Re: Why do LO's last longer than MB's?
- Subject: Re: Why do LO's last longer than MB's?
- From: Pat Missin <pat@xxxxxxxxxxxxx>
- Date: Tue, 14 Jan 2003 11:22:36 -0500
BBQ Bob wrote:
>My own theory on why the LO's last longer than the Marine Bands is that I
>would be willing to bet that the reed tongues Aand the reed slots have a
>tigher tolerance, but to make that work, the reeds and the slots must be as
>burr-free as possible, and many burrs are hard to see even with a good
>mangifiying glass, and so when the burrs bang on the slots or the reeds
>(based on location), there's more stress placed on the reed metal, thus
>eventually weaking then reed quicker. (Remember, this is only my theory!)
I have to say that I don't find it to be a very convincing one.
Any burrs that impede the motion of the reed through the slot are
going to make their presence known audibly, even if you can't see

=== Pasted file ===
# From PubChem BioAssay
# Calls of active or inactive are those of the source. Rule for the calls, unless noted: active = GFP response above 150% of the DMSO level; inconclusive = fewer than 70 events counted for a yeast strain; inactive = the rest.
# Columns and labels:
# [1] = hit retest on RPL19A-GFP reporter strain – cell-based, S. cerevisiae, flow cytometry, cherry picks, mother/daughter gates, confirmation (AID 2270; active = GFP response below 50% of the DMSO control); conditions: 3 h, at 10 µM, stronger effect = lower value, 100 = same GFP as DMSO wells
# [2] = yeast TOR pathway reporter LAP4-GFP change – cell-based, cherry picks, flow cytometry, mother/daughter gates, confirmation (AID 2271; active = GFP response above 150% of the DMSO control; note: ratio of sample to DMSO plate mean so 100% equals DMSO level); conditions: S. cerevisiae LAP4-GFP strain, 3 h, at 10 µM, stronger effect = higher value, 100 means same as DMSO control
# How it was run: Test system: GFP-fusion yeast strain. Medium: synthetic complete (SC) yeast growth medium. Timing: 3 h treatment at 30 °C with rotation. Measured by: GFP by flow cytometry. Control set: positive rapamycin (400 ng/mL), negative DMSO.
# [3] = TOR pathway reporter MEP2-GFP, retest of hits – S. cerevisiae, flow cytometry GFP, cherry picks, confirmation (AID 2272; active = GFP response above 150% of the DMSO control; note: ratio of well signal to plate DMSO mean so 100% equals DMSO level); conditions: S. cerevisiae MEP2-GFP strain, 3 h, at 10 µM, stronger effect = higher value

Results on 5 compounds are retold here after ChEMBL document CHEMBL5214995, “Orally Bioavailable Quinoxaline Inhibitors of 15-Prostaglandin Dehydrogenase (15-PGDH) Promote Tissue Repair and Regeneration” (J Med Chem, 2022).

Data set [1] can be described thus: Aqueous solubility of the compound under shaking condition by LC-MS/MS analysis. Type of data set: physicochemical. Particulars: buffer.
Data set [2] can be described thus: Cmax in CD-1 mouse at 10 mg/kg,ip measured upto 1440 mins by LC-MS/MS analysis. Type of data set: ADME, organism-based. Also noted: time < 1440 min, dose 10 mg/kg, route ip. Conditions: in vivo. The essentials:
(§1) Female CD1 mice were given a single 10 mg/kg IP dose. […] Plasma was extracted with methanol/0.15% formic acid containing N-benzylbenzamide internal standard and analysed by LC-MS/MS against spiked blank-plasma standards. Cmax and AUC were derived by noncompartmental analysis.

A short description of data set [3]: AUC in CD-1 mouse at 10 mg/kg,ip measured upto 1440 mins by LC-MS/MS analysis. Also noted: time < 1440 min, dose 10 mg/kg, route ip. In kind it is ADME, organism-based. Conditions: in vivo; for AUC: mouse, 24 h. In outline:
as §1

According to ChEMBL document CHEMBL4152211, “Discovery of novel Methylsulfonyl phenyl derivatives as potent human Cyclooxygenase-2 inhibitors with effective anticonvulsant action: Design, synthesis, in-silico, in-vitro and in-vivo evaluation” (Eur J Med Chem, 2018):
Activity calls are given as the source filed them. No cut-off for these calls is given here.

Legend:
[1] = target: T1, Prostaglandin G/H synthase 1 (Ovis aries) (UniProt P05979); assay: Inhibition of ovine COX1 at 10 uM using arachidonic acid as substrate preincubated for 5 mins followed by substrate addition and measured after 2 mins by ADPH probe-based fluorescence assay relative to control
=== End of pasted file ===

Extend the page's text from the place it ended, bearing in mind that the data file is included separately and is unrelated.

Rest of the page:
them. Any burr hard enough to cause mechanical damage to the reed is
probably going to jam the reed completely.
Besides if you say that closer tolerances mean a higher likelihood of
burrs, then according to your theory this would mean that LO reeds
would wear out faster than MB reeds, as the former generally have
closer tolerances. It has to be said, however, that tolerances on the
Hohner Classic/Handmade harps have been improving over the last few
>However, IMHO, with the HM MB's, it does need a short breaking in period
>first more than some other harps do (tho I do believe it should be done with
>any harp regardless of brand or if it's a customized harp).
IMO there is no hard evidence to back this up and it is certainly not
supported by my own observations. FWIW, my own opinions on this topic
>You can always retune your LO's to just. BTW, when the LO's first hit the
>market in 1985, they came in two versions, one in equal tuning, and one they
>called harmony tuning, which was basically another name for a comoprimised
As I have said before "compromised just intonation" is any oxymoron.
If a tuning is compromised it is by definition not just. Likewise, if
a tuning is just it is by definition not compromised. The term
"compromised just intonation" is like calling a tuning "partly totally
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